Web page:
Contradicting Banking Regulations Challenge Cannabis Industry Growth

By Michael Cheng | July 13, 2017

Operating cannabis businesses is becoming easier, as more states recognize the legality of such establishments – but storing money at the end of the day is not. In fact, banking guidelines for the industry have become increasingly complicated for business owners.

This major obstacle is often overshadowed by the success of the nascent sector. For example, recreational cannabis proved to be a huge hit in Nevada, bringing in an estimated $3 million worth of sales in the first four days of public openings. Despite such accomplishments, legal cannabis transactions remain cash only in the state.


Banks, which are largely governed by federal law, are not optimistic about supporting cannabis retail shops with mainstream financial services typically offered to other types of businesses. This is because on a federal level, cannabis is still illegal. Since financial institutions rely on federal systems for insurance, wire transfers and payments, the last thing they want to do is rub authorities the wrong way.

One of the ways banks could overstep their relationship with federal regulators is by failing to report illegal activities, which is where cannabis business owners and financial institutions are currently at a standstill. Cannabis is considered to be legal in states that acknowledge it as a product – even though federal authorities persistently view the plant as a controlled substance.

“The FDIC could step in and shut down a bank, and it can do that with very little notice,”

said Julie Hill, a law professor at the University of Alabama and former finance industry attorney.

“Nobody’s ever gotten their bank brought back to life after it’s been closed by regulators.”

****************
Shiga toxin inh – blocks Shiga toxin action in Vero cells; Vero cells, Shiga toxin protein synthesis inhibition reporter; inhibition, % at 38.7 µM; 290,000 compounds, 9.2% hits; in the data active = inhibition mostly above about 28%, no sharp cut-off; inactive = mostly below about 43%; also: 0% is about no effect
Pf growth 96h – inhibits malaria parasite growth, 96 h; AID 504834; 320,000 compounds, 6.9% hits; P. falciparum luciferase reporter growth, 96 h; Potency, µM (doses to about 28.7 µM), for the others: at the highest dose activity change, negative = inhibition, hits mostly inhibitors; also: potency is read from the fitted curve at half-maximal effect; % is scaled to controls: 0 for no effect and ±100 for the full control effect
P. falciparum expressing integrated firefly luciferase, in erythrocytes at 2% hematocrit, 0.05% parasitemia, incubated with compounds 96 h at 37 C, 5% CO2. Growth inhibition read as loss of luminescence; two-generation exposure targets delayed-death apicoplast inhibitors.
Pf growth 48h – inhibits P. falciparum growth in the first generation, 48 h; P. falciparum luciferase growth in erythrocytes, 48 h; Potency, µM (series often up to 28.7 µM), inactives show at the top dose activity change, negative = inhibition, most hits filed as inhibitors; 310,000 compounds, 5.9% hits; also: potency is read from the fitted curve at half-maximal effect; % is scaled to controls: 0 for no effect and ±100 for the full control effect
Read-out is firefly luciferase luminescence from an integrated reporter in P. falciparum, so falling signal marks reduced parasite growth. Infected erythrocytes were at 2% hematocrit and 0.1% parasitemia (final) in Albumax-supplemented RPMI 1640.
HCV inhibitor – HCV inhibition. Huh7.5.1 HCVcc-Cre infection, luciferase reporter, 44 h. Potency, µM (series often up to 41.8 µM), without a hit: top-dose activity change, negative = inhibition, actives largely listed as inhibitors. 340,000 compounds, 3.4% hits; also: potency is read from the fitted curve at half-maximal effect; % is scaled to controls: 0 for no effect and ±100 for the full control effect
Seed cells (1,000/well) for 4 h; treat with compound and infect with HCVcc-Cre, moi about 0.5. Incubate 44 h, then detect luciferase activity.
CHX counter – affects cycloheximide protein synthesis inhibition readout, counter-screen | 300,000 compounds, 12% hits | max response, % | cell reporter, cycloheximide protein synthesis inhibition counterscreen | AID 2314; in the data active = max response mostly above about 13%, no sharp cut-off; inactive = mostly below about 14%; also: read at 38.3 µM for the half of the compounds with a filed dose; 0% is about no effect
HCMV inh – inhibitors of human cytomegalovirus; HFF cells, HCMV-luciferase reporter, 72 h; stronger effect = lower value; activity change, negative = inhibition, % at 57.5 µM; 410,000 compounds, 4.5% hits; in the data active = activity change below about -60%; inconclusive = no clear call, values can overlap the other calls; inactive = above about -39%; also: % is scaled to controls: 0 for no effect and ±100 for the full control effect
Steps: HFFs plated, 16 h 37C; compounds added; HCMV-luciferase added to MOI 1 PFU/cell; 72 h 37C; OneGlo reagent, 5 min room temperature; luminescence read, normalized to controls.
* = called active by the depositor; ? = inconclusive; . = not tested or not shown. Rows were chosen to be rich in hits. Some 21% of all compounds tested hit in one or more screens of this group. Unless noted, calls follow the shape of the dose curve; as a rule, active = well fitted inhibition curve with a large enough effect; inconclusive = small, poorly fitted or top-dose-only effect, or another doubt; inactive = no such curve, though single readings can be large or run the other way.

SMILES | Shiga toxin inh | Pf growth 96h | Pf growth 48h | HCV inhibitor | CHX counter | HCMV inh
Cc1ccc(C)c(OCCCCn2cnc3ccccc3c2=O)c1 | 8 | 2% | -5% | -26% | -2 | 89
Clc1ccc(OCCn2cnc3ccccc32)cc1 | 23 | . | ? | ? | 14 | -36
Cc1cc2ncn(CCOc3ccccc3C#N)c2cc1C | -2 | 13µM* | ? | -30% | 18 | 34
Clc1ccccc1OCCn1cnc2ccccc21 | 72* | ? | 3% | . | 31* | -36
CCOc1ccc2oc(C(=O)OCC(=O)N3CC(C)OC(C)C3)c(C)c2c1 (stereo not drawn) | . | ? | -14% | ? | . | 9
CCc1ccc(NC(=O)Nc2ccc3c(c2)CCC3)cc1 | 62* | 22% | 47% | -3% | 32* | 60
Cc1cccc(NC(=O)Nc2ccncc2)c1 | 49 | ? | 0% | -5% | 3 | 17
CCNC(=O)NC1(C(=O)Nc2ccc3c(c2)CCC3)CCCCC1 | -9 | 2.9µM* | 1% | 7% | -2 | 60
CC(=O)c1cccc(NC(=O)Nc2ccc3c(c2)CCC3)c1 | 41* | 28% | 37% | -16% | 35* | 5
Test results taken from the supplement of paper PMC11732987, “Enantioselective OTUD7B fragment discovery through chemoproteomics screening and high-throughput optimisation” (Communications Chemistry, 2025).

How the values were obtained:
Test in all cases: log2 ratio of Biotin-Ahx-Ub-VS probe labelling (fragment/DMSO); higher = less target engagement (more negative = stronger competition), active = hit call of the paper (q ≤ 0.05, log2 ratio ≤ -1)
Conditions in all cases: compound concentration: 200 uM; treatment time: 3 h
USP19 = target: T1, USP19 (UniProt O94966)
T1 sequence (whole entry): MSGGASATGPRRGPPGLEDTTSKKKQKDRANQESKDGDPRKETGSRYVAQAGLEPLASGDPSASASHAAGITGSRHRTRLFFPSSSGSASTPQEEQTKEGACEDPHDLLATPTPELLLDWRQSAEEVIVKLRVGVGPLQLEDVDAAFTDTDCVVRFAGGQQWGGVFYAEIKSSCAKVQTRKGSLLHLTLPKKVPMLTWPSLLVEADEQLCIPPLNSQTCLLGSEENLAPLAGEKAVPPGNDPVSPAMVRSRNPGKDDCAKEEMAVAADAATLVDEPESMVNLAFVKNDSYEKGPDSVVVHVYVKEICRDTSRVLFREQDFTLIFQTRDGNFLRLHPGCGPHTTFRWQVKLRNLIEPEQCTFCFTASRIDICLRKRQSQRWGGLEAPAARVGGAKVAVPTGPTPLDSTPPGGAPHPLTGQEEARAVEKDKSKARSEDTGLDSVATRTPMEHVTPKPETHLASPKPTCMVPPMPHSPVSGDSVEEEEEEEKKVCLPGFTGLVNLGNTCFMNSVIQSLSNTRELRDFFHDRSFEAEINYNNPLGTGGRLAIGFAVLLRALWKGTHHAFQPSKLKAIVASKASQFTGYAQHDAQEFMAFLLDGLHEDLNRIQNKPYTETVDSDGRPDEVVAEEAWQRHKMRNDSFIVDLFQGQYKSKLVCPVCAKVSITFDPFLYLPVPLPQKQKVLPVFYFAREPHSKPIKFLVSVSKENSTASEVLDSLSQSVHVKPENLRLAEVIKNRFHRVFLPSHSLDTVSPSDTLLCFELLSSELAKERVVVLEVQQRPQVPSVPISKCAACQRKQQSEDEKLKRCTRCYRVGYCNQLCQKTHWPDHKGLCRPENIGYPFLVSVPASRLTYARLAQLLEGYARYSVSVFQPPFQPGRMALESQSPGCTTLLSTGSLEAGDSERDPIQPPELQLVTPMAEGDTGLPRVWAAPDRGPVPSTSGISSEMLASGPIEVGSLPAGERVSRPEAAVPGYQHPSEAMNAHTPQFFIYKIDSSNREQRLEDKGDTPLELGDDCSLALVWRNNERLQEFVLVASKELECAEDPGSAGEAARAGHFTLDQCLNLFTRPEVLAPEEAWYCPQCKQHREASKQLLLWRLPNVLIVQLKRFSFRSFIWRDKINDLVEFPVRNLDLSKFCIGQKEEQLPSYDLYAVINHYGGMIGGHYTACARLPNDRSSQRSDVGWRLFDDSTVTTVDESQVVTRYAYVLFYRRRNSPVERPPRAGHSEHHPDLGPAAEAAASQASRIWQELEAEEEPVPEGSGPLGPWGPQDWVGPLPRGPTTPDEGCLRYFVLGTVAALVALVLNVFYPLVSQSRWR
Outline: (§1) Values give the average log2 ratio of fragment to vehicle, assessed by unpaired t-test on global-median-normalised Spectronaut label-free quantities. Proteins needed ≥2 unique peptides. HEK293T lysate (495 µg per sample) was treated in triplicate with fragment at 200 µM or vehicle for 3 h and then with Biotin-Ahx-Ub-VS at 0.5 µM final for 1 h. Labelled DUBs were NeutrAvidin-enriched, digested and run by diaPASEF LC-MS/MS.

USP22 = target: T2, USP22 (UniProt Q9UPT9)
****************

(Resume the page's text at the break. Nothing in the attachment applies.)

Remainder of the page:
As a result, retail shop owners are taking two very different approaches to managing their finances.

Some groups are hoarding cash in personal vaults, with help from third-party security agencies, to prevent criminals from targeting their establishments. Technically speaking, this approach isn’t illegal – just very risky. As long as sales are properly accounted for, recorded and reported to the federal government, there’s nothing wrong with maintaining boatloads of banknotes in a secure safe.


Other cannabis business owners prefer to take their earnings directly to the Federal Reserve Bank, where it is placed into a credit union account for safekeeping. The most dangerous part of this method is bringing cash to the federal building. No one wants to carry large amounts of money around in broad daylight, even with a security escort.

“Right now, at the downtown office of finance, there’s a six-story parking structure 500 yards away,” explained Jerred Kiloh, owner of Higher Path Collective, a medical cannabis dispensary located in Sherman Oaks, California.

“I have to walk through what is essentially a homeless encampment with a duffel bag full of cash, walk across the street, go through security and then sometimes stand in line.”

There’s no doubt that partnering with a local bank is the key solution to reducing risks related to managing retail transactions. By allowing cannabis shops to leverage electronic financial services, owners would not have to choose between maintaining an in-store vault or delivering their earnings directly to federal institutions.

Michael Cheng

Michael is a legal editor with publications for Blackberry, and R Magazine. He specializes in tech startups, cannabis gadgets and fitness wearables. He enjoys spending time outdoors, being a productive father and partaking in a nightly toke after the end of a long day.

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